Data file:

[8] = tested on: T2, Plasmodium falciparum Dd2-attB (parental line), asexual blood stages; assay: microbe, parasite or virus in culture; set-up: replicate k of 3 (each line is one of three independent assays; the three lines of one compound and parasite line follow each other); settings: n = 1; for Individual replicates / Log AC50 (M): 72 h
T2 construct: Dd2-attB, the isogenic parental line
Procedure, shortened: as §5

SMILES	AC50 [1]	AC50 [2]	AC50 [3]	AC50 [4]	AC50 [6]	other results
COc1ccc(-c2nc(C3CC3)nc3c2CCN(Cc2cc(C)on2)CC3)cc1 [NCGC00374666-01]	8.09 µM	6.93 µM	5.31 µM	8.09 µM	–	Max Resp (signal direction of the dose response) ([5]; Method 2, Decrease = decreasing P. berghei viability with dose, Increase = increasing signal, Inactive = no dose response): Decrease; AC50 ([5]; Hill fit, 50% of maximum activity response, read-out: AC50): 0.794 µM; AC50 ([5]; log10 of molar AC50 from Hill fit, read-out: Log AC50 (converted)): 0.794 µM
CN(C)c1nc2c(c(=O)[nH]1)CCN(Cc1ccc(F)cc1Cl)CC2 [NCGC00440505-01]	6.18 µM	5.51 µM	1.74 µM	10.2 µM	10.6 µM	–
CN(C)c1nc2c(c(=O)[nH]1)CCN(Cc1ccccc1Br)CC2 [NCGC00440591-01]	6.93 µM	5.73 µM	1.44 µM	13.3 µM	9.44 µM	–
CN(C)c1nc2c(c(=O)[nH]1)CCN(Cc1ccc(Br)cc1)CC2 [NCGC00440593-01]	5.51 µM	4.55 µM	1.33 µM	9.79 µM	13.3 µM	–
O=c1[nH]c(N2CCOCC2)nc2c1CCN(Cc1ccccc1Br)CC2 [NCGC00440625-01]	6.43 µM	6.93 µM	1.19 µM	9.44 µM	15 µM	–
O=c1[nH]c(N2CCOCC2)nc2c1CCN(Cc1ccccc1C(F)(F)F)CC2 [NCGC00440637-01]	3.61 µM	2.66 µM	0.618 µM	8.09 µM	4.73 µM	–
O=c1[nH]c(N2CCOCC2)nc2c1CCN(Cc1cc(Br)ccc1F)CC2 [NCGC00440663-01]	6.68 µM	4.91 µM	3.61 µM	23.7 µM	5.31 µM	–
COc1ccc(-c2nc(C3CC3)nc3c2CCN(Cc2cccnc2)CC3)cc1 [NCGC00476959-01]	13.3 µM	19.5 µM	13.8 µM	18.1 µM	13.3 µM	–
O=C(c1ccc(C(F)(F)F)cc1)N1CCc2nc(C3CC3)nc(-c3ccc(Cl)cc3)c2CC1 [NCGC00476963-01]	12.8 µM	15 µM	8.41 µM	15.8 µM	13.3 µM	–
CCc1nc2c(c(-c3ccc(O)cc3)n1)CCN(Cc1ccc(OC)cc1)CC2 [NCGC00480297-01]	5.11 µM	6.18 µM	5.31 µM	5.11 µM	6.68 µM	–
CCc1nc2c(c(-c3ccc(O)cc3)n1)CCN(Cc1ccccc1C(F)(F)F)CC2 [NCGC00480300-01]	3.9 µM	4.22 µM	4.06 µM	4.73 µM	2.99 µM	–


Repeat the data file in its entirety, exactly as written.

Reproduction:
[8] = tested on: T2, Plasmodium falciparum Dd2-attB (parental line), asexual blood stages; assay: microbe, parasite or virus in culture; set-up: replicate k of 3 (each line is one of three independent assays; the three lines of one compound and parasite line follow each other); settings: n = 1; for Individual replicates / Log AC50 (M): 72 h
T2 construct: Dd2-attB, the isogenic parental line
Procedure, shortened: as §5

SMILES	AC50 [1]	AC50 [2]	AC50 [3]	AC50 [4]	AC50 [6]	other results
COc1ccc(-c2nc(C3CC3)nc3c2CCN(Cc2cc(C)on2)CC3)cc1 [NCGC00374666-01]	8.09 µM	6.93 µM	5.31 µM	8.09 µM	–	Max Resp (signal direction of the dose response) ([5]; Method 2, Decrease = decreasing P. berghei viability with dose, Increase = increasing signal, Inactive = no dose response): Decrease; AC50 ([5]; Hill fit, 50% of maximum activity response, read-out: AC50): 0.794 µM; AC50 ([5]; log10 of molar AC50 from Hill fit, read-out: Log AC50 (converted)): 0.794 µM
CN(C)c1nc2c(c(=O)[nH]1)CCN(Cc1ccc(F)cc1Cl)CC2 [NCGC00440505-01]	6.18 µM	5.51 µM	1.74 µM	10.2 µM	10.6 µM	–
CN(C)c1nc2c(c(=O)[nH]1)CCN(Cc1ccccc1Br)CC2 [NCGC00440591-01]	6.93 µM	5.73 µM	1.44 µM	13.3 µM	9.44 µM	–
CN(C)c1nc2c(c(=O)[nH]1)CCN(Cc1ccc(Br)cc1)CC2 [NCGC00440593-01]	5.51 µM	4.55 µM	1.33 µM	9.79 µM	13.3 µM	–
O=c1[nH]c(N2CCOCC2)nc2c1CCN(Cc1ccccc1Br)CC2 [NCGC00440625-01]	6.43 µM	6.93 µM	1.19 µM	9.44 µM	15 µM	–
O=c1[nH]c(N2CCOCC2)nc2c1CCN(Cc1ccccc1C(F)(F)F)CC2 [NCGC00440637-01]	3.61 µM	2.66 µM	0.618 µM	8.09 µM	4.73 µM	–
O=c1[nH]c(N2CCOCC2)nc2c1CCN(Cc1cc(Br)ccc1F)CC2 [NCGC00440663-01]	6.68 µM	4.91 µM	3.61 µM	23.7 µM	5.31 µM	–
COc1ccc(-c2nc(C3CC3)nc3c2CCN(Cc2cccnc2)CC3)cc1 [NCGC00476959-01]	13.3 µM	19.5 µM	13.8 µM	18.1 µM	13.3 µM	–
O=C(c1ccc(C(F)(F)F)cc1)N1CCc2nc(C3CC3)nc(-c3ccc(Cl)cc3)c2CC1 [NCGC00476963-01]	12.8 µM	15 µM	8.41 µM	15.8 µM	13.3 µM	–
CCc1nc2c(c(-c3ccc(O)cc3)n1)CCN(Cc1ccc(OC)cc1)CC2 [NCGC00480297-01]	5.11 µM	6.18 µM	5.31 µM	5.11 µM	6.68 µM	–
CCc1nc2c(c(-c3ccc(O)cc3)n1)CCN(Cc1ccccc1C(F)(F)F)CC2 [NCGC00480300-01]	3.9 µM	4.22 µM	4.06 µM	4.73 µM	2.99 µM	–